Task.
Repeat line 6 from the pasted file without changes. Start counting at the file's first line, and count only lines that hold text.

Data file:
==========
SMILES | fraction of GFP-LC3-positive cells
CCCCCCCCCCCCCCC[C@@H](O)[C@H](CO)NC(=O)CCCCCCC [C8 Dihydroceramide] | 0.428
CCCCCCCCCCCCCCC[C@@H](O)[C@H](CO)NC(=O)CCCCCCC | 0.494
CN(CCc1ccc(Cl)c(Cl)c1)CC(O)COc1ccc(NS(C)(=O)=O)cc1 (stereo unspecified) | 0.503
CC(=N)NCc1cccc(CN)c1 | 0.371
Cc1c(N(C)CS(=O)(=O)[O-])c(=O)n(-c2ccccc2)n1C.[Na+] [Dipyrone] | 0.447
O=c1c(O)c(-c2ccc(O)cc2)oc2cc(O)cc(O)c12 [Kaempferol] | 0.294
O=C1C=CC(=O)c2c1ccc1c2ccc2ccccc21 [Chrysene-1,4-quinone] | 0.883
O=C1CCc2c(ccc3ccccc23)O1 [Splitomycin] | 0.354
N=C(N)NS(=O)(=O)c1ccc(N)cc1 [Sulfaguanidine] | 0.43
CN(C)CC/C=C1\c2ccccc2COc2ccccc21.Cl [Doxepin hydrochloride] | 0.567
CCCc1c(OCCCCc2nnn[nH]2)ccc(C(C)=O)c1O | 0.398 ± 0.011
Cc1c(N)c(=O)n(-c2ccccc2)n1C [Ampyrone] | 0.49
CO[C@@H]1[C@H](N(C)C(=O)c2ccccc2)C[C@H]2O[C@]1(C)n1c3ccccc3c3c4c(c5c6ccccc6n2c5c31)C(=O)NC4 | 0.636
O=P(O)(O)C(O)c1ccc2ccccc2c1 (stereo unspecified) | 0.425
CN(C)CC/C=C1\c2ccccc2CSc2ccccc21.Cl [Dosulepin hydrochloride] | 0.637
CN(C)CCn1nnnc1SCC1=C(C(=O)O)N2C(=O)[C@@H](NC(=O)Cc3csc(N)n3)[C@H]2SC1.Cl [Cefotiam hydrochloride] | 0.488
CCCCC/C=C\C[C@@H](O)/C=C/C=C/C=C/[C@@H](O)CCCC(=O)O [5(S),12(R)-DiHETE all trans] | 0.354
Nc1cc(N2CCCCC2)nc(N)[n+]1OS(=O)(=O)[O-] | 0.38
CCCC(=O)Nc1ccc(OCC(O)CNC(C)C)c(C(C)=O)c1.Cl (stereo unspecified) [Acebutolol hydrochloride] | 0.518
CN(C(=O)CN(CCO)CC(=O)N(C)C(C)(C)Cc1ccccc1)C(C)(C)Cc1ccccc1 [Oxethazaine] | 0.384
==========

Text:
Cc1c(N(C)CS(=O)(=O)[O-])c(=O)n(-c2ccccc2)n1C.[Na+] [Dipyrone] | 0.447